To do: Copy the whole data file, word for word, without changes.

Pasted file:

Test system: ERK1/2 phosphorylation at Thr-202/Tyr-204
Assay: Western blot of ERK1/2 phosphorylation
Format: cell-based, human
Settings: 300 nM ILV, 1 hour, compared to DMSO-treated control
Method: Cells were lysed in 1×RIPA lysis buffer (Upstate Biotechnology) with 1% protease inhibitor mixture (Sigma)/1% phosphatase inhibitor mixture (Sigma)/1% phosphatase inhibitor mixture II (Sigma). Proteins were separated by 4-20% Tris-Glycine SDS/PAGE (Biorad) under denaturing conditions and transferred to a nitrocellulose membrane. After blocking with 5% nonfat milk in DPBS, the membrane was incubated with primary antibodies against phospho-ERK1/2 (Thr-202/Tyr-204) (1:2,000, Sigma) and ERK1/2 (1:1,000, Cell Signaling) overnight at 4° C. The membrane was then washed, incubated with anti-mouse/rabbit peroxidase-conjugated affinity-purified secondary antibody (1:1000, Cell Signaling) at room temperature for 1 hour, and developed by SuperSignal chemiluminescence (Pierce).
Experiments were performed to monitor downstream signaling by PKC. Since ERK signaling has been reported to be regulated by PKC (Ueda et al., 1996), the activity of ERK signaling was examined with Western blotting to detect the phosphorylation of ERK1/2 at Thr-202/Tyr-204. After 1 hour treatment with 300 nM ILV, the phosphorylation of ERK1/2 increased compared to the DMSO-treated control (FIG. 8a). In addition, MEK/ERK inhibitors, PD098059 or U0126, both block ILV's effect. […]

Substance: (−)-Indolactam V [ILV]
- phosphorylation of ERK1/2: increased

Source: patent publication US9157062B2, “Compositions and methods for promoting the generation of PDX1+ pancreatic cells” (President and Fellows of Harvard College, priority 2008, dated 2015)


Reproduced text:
Test system: ERK1/2 phosphorylation at Thr-202/Tyr-204
Assay: Western blot of ERK1/2 phosphorylation
Format: cell-based, human
Settings: 300 nM ILV, 1 hour, compared to DMSO-treated control
Method: Cells were lysed in 1×RIPA lysis buffer (Upstate Biotechnology) with 1% protease inhibitor mixture (Sigma)/1% phosphatase inhibitor mixture (Sigma)/1% phosphatase inhibitor mixture II (Sigma). Proteins were separated by 4-20% Tris-Glycine SDS/PAGE (Biorad) under denaturing conditions and transferred to a nitrocellulose membrane. After blocking with 5% nonfat milk in DPBS, the membrane was incubated with primary antibodies against phospho-ERK1/2 (Thr-202/Tyr-204) (1:2,000, Sigma) and ERK1/2 (1:1,000, Cell Signaling) overnight at 4° C. The membrane was then washed, incubated with anti-mouse/rabbit peroxidase-conjugated affinity-purified secondary antibody (1:1000, Cell Signaling) at room temperature for 1 hour, and developed by SuperSignal chemiluminescence (Pierce).
Experiments were performed to monitor downstream signaling by PKC. Since ERK signaling has been reported to be regulated by PKC (Ueda et al., 1996), the activity of ERK signaling was examined with Western blotting to detect the phosphorylation of ERK1/2 at Thr-202/Tyr-204. After 1 hour treatment with 300 nM ILV, the phosphorylation of ERK1/2 increased compared to the DMSO-treated control (FIG. 8a). In addition, MEK/ERK inhibitors, PD098059 or U0126, both block ILV's effect. […]

Substance: (−)-Indolactam V [ILV]
- phosphorylation of ERK1/2: increased

Source: patent publication US9157062B2, “Compositions and methods for promoting the generation of PDX1+ pancreatic cells” (President and Fellows of Harvard College, priority 2008, dated 2015)